Premium Credit Card Rewards
Enjoy Compare’s Greg Fortune takes a look at why you should trade up your basic credit card to a premium model, and explores what’s out there for people who want to save money and earn exciting rewards.
We recently found out that up to ninety per cent of Singaporeans still use the first credit card they applied for. This astonishing figure shows an incredible brand loyalty that’s pretty typical in the world of banking, where customers are usually pretty loathe to change something that’s worked well for them year upon year.
I’ll be the first to admit that I’m one of these people. I’ve still got the same bank account that my mother opened for me in the mid-1980s as a young college student in England (although I’ve upgraded the account offering on several occasions as my earning power has increased over the years); and – until very recently – I still had the same Visa credit card in my wallet that I applied for the minute I got a low-paying public sector job. If you guessed it was from the same bank, you are absolutely correct.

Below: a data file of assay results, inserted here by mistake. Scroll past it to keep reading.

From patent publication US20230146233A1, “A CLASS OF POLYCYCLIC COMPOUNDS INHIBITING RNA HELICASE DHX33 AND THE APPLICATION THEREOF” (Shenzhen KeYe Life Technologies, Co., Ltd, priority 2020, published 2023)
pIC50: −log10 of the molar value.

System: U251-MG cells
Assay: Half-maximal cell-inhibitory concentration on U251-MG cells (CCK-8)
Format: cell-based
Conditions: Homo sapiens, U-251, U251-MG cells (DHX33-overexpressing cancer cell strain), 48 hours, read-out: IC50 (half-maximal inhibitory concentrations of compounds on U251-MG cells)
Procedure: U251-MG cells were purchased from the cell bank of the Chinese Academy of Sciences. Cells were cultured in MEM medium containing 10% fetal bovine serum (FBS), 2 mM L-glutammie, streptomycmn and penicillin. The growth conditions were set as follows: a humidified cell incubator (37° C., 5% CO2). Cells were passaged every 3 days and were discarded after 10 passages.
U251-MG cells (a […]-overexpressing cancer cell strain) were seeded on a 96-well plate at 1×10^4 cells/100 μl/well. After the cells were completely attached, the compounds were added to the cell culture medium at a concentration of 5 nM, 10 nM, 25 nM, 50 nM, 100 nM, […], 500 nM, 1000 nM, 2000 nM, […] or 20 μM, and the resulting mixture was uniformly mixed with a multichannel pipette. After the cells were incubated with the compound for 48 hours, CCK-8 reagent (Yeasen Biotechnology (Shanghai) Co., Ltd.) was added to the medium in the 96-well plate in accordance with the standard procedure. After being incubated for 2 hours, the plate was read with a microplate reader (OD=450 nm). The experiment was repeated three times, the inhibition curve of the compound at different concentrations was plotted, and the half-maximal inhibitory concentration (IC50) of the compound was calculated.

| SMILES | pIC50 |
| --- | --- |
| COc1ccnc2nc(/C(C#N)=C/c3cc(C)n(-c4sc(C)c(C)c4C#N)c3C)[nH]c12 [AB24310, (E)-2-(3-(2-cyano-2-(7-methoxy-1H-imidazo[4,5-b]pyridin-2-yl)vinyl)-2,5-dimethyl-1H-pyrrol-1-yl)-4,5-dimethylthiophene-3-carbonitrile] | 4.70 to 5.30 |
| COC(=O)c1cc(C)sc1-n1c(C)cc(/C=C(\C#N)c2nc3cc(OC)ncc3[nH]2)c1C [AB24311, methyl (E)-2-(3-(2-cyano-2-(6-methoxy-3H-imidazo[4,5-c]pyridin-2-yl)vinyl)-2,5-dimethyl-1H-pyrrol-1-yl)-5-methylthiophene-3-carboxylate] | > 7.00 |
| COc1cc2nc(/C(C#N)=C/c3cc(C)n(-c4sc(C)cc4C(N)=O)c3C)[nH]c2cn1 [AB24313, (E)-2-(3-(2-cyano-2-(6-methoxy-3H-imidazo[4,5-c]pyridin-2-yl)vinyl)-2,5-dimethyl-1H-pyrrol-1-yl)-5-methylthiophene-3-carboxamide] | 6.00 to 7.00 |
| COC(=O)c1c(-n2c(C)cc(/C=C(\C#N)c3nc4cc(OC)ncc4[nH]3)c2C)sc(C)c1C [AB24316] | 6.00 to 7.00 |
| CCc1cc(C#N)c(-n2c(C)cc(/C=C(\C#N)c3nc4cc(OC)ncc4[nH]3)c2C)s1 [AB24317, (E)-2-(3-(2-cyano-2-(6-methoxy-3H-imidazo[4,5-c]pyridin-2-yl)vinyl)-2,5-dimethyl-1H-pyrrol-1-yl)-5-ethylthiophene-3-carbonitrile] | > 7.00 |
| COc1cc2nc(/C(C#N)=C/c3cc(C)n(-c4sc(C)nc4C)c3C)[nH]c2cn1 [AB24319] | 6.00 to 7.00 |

But that’s how banking and money management works for millions of people the world over. There’s a strange sort of brand loyalty out there, that no matter how awful your bank is, no matter how many bizarre and (possibly) made up charges they hit you with, how dreadfully they treat you, you still stick with the same brand. Year in, year out.
But here’s the good news: You are actually allowed to change, and that includes your credit card. I’ve done it, and I’m now getting a much better deal than I was before and – here’s the kicker – actually turning a profit on the deal. And you can do it too.
So, why should I change my credit card?
If you’re one on the ninety per cent who still has their first and only credit card, one thing has probably happened since it first landed fresh and new in your wallet or purse – your earning power has increased.
Mine certainly did – I got my first credit card when I got my first job as a lowly clerk in the civil service. The credit limit was around 500 dollars and the interest rate was something which we’d now get outraged over, but it was mine.
Since those days, my earning power had increased fifteen-fold, and by never missing a payment on any loan, credit card or other finance, my credit rating has remained in tip-top condition. That means banks have offered me higher spending limits and lower interest rates down the years, meaning that as I got (relatively) better off, I became less of a risk to financial institutions. Their trust in me meant they were more prepared to go out on a limb to keep me as a customer.